Fear by definition is an unpleasant emotion caused by the threat of danger, pain or harm. Which is why it’s considered normal for people and especially kids to fear the dentist or even a clinical environment.
However, when we dive deep into child psychology, it’s not the actual dentist or treatment that a child fears, instead it has a lot to do with previously heard experiences or a general fear of the unknown.
Most of the time, I have seen that children who come in really scared are the ones who are in pain, they are also aware of the decay in their mouth, have had previous unpleasant experiences or where parental fears have been subconsciously passed on to their child.
In the short duration that we see children for, it’s really hard to rule out the actual underlying causes of fear, but what’s possible is to create a new layer of foundation from the time they come in to our practice.
One of the stepping stones towards this new foundation is a beautiful clinical environment. At Dr. Michael’s, warmth and tranquility reign both in color and in vibes!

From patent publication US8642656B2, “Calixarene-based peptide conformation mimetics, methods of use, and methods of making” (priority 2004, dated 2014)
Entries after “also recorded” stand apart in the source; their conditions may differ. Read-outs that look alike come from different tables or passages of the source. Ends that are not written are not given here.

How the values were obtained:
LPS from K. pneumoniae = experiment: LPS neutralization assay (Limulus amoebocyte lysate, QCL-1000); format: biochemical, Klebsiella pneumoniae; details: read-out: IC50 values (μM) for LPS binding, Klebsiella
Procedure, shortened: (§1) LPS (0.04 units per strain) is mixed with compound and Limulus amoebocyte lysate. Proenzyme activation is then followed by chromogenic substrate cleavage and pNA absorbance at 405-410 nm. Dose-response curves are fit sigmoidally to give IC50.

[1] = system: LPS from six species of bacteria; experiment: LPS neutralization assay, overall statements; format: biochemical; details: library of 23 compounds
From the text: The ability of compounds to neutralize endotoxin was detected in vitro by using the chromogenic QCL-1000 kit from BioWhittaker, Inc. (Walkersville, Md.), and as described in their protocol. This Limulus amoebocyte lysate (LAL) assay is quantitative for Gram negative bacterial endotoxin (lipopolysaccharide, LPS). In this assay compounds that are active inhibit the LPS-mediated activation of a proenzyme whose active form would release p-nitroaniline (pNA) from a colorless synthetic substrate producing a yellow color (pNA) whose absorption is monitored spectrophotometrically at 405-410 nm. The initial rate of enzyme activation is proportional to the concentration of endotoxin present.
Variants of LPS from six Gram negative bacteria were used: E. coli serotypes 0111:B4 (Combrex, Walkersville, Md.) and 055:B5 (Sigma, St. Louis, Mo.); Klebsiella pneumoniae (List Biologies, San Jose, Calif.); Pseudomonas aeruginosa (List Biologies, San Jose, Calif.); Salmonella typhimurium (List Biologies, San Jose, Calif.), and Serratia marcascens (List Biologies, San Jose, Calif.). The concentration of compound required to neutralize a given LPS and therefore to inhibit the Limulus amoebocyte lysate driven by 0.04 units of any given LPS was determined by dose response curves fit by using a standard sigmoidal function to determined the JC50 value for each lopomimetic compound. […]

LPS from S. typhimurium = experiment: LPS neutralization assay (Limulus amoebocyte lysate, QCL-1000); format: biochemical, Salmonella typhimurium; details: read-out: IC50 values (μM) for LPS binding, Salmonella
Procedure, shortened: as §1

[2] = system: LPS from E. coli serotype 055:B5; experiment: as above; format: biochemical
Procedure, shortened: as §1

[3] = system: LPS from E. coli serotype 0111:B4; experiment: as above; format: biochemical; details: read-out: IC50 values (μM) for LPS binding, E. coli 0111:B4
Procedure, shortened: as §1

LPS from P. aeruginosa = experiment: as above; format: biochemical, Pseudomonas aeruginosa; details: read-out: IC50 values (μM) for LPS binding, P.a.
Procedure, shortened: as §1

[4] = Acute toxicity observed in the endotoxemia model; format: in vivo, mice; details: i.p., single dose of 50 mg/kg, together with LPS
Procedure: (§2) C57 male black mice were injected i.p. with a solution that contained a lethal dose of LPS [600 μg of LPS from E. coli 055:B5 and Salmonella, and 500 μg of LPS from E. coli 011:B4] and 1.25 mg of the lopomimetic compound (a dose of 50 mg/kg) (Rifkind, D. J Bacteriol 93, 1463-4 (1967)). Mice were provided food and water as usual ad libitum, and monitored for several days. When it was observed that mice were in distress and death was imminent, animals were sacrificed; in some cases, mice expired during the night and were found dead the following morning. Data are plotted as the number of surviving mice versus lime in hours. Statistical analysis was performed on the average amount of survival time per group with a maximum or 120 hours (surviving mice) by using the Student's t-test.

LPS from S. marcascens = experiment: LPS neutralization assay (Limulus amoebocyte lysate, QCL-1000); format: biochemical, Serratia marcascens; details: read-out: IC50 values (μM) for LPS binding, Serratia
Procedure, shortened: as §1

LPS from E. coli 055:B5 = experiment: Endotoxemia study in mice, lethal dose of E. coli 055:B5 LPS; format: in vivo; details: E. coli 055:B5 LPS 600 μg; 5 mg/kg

It’s not the actual dentists or treatment that a child fears, instead it has a lot to do with previously heard experiences or a general fear of the unknown.
Children feel welcomed as they get their after-school snacks, iPads, books and toys. A soothing green lawn, bikes and the fountains in the garden are certainly a treat to the eyes. A comfortable environment certainly helps parents and children switch over to a relaxed mood.
When I meet and greet the families, my approach is always casual but at the same time, I implement empowering words especially while speaking to the kids. I personally believe that children are miniature adults, they sense and understand the approach as well as any adult would. So, the approach towards treatment is always limited to the coping ability of the child.
Tools such as neurolinguistic programming, reassuring, slow-approach, conscious sedation are all integrated in the practice as per the requirement of each child. The basic philosophy of my approach is to keep the treatment pace in accordance to the acceptance pace of the child. This enables the parents to leave our clinic with their children in a pleasant way rather than a traumatic ordeal.